Thursday, August 25, 2011

The new food rules of the new century- Part 2

The new food rules of the new century – Part 2

Continuing from the previously written first part, the following are the remaining 5 more rules. Besides rules related to food and nutrition, I would like to discuss about the benefits and the necessity of exercise in our daily life.

Rule 6: Stop eating before we are full

I would like to share the evidences from various cultures around the globe. The Japanese have a saying ‘hara hachi bu’, which persuades people to stop eating when they are 80% full. The Ayurvedic tradition in India advises eating until we are 75% full; the Chinese specify 70%; and Prophet Muhammad described a full belly as one that contained one third food, one third liquid, and one third air – in other words, nothing. Eat more plant foods instead of meat-based foods is the best practices.

Rule 7: Eat sweet foods as you’d find them in nature

In nature, sugars almost always come packaged with fiber, which slows their absorption and gives us a sense of satiety before we have ingested too many calories. That’s why we are always better off eating the fruit rather than drinking the juice. We need to avoid those highly processed fruit juices and cordial drinks as they give nothing except added ingredients and plasticizers.

Rule 8: Break the rules once in a while

Obsessing over food rules is bad for our happiness, and probably our health, too. Over the past few decades, dieting and worrying too much about nutrition has made us no healthier or slimmer; cultivating a relaxed attitude toward food is just as important.

There will be some special occasions when we will want to throw healthy eating rules out the window. What matters more is the habits that govern our eating on a typical day. “All things in moderation” should always be in our consideration. I will enjoy eating luxuriously at buffet dinner occasionally with friends by showing them my strong appetite on delicious foods but still can maintain my healthy body image now as it’s always about what we eat and what we do daily. I will ensure my daily energy intake balances my daily energy expenditure by walk more. How can we achieve that? I always take stairs rather than taking the lift whenever I am going up or down at my work place. I feel like we are so technologically pampered by using lift until we are so lazy to move our foot or get our backside stand upright. I seldom use lift in UPM, that’s why I always remain fit and thin now. I am 6 kg underweight from my normal weight now, as a result of my daily lifestyles. I will make sure that I will exercise for at least 4 days a week by jogging for at least 30 minutes every time. Our fat will only starts burning after exercising for about 20 min, that’s why we have to strife until after 20 minutes every time. If not, we will feel tired easily as it burned out the glycogen storage easily, making us feel tired easily initially whenever we exercise. Please take good note of that as it is from my own experiences.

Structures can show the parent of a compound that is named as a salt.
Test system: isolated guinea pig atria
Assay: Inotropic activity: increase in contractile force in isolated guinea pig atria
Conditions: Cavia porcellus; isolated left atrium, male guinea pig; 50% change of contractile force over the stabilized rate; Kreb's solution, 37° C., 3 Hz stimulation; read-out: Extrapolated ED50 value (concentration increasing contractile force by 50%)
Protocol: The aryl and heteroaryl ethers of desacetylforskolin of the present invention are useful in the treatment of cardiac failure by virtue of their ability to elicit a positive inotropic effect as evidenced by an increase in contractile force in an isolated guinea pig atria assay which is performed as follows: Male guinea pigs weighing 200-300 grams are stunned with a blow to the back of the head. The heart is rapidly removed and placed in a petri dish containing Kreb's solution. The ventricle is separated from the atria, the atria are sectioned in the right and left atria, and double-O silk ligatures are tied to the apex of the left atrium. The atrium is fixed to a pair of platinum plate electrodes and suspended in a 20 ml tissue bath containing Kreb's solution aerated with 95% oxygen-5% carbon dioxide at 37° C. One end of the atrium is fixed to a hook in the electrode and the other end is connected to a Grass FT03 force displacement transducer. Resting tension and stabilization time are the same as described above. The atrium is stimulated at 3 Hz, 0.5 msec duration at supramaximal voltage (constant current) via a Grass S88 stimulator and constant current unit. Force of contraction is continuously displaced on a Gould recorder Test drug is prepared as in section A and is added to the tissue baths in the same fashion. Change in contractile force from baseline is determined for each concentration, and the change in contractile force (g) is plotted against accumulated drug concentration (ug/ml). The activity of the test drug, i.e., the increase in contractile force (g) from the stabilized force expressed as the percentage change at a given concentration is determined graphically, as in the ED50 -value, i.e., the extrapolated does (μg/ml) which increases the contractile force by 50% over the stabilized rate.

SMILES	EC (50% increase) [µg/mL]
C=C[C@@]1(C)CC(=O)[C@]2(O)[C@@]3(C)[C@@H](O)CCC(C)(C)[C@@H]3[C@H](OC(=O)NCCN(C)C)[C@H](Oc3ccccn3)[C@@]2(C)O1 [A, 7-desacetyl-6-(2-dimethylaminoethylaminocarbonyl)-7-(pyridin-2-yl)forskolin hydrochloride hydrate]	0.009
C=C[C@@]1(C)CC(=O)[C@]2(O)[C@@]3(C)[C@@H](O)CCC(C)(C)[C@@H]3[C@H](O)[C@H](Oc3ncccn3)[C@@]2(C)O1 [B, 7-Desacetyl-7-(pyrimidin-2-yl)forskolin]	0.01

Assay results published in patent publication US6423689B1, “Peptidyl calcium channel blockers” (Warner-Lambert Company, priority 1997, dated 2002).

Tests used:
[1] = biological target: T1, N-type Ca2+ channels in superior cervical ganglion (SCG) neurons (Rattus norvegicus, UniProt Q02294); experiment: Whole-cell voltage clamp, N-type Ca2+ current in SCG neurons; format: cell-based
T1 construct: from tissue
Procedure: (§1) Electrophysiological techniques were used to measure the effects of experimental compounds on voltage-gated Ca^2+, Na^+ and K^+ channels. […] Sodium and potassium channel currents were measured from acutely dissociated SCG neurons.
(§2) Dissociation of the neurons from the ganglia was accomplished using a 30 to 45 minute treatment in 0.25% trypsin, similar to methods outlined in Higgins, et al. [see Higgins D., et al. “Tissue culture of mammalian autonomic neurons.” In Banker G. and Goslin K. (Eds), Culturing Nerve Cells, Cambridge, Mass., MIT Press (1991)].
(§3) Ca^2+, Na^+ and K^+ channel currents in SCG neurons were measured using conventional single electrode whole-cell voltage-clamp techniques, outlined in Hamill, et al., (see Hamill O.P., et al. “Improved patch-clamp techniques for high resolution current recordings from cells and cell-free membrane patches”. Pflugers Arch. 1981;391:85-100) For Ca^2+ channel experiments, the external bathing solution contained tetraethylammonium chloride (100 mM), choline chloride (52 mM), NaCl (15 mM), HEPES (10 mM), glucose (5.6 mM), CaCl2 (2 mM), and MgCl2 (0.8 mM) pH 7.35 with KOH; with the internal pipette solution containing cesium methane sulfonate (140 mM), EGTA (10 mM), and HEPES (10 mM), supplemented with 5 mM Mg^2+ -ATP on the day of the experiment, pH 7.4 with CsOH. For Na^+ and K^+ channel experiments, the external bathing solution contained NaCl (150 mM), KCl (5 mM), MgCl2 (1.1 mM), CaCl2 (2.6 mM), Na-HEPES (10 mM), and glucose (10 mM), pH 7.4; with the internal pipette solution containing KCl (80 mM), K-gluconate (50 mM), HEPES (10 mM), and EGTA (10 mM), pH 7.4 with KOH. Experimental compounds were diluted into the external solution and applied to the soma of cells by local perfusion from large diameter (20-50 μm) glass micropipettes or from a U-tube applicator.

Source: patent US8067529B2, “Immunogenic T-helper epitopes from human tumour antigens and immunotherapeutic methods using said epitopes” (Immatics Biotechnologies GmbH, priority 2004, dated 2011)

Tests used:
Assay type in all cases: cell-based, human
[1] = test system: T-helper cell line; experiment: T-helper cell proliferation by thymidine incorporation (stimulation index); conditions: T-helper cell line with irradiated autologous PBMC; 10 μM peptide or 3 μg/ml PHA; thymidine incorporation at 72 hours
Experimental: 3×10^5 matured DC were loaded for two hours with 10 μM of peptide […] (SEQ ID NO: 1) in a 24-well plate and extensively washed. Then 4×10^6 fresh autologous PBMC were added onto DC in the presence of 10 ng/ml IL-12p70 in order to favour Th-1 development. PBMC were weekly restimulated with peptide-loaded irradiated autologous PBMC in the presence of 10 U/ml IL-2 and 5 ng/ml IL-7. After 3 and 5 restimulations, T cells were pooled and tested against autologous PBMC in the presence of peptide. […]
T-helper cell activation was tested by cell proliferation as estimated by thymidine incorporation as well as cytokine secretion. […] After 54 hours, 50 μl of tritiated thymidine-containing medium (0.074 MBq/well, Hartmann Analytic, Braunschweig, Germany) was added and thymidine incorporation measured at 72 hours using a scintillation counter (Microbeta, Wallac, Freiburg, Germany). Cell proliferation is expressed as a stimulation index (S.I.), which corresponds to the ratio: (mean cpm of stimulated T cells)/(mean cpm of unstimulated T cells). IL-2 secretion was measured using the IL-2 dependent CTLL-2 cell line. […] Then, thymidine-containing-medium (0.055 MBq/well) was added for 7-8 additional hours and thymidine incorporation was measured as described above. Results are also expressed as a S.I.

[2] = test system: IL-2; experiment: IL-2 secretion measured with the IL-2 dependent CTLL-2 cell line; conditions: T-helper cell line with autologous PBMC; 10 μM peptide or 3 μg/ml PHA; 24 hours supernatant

Rule 9: Pay more, eat less

If we spend more for better food, we will probably eat less of it, and treat it with more care. And if that higher quality food tastes better, we will need less to feel satisfied. Choose quality over quantity. Or, as wise grandmothers used to say, “Better to pay the grocer than the doctor”.

Rule 10: Avoid food products that contain more than five ingredients

The specific number we adopt is arbitrary but the more ingredients in a packaged food, the more highly processed it probably is.

Hopefully everyone will be benefited from my sharing above. It is always about what we eat and what we do daily. Together we live healthily ever after.

Wednesday, August 17, 2011

The new food rules of the new century- Part 1